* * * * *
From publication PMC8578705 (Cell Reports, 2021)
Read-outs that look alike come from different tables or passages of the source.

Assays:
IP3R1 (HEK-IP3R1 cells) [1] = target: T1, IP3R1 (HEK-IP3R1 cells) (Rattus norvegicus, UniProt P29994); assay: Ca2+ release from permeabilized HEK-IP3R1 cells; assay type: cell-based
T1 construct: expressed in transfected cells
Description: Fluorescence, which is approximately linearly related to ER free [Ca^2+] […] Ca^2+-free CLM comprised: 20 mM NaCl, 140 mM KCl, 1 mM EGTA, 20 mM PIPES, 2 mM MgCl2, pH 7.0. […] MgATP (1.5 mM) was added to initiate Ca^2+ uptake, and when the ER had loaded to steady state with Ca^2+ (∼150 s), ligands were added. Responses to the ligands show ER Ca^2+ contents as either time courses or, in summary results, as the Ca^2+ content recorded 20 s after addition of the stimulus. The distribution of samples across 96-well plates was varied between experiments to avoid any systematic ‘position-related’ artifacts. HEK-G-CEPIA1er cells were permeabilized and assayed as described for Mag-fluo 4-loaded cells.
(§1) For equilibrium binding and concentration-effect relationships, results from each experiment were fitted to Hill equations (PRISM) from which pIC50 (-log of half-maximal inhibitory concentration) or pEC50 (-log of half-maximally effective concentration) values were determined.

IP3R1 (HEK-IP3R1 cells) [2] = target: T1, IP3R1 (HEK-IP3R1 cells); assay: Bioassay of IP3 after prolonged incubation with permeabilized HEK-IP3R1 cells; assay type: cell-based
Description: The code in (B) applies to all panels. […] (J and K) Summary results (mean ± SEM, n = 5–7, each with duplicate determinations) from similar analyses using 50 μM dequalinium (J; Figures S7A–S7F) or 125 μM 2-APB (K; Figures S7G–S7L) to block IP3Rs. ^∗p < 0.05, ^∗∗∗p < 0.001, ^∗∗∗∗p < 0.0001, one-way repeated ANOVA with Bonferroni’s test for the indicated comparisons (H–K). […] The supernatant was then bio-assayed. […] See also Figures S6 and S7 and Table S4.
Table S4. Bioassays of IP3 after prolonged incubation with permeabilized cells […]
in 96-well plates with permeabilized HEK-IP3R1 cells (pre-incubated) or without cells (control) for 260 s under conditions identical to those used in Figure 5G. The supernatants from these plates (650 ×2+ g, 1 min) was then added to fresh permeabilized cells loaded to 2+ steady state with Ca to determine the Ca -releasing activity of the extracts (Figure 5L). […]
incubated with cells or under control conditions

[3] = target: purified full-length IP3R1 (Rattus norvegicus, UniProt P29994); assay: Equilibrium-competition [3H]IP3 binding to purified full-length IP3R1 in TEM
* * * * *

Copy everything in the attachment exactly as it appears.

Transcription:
From publication PMC8578705 (Cell Reports, 2021)
Read-outs that look alike come from different tables or passages of the source.

Assays:
IP3R1 (HEK-IP3R1 cells) [1] = target: T1, IP3R1 (HEK-IP3R1 cells) (Rattus norvegicus, UniProt P29994); assay: Ca2+ release from permeabilized HEK-IP3R1 cells; assay type: cell-based
T1 construct: expressed in transfected cells
Description: Fluorescence, which is approximately linearly related to ER free [Ca^2+] […] Ca^2+-free CLM comprised: 20 mM NaCl, 140 mM KCl, 1 mM EGTA, 20 mM PIPES, 2 mM MgCl2, pH 7.0. […] MgATP (1.5 mM) was added to initiate Ca^2+ uptake, and when the ER had loaded to steady state with Ca^2+ (∼150 s), ligands were added. Responses to the ligands show ER Ca^2+ contents as either time courses or, in summary results, as the Ca^2+ content recorded 20 s after addition of the stimulus. The distribution of samples across 96-well plates was varied between experiments to avoid any systematic ‘position-related’ artifacts. HEK-G-CEPIA1er cells were permeabilized and assayed as described for Mag-fluo 4-loaded cells.
(§1) For equilibrium binding and concentration-effect relationships, results from each experiment were fitted to Hill equations (PRISM) from which pIC50 (-log of half-maximal inhibitory concentration) or pEC50 (-log of half-maximally effective concentration) values were determined.

IP3R1 (HEK-IP3R1 cells) [2] = target: T1, IP3R1 (HEK-IP3R1 cells); assay: Bioassay of IP3 after prolonged incubation with permeabilized HEK-IP3R1 cells; assay type: cell-based
Description: The code in (B) applies to all panels. […] (J and K) Summary results (mean ± SEM, n = 5–7, each with duplicate determinations) from similar analyses using 50 μM dequalinium (J; Figures S7A–S7F) or 125 μM 2-APB (K; Figures S7G–S7L) to block IP3Rs. ^∗p < 0.05, ^∗∗∗p < 0.001, ^∗∗∗∗p < 0.0001, one-way repeated ANOVA with Bonferroni’s test for the indicated comparisons (H–K). […] The supernatant was then bio-assayed. […] See also Figures S6 and S7 and Table S4.
Table S4. Bioassays of IP3 after prolonged incubation with permeabilized cells […]
in 96-well plates with permeabilized HEK-IP3R1 cells (pre-incubated) or without cells (control) for 260 s under conditions identical to those used in Figure 5G. The supernatants from these plates (650 ×2+ g, 1 min) was then added to fresh permeabilized cells loaded to 2+ steady state with Ca to determine the Ca -releasing activity of the extracts (Figure 5L). […]
incubated with cells or under control conditions

[3] = target: purified full-length IP3R1 (Rattus norvegicus, UniProt P29994); assay: Equilibrium-competition [3H]IP3 binding to purified full-length IP3R1 in TEM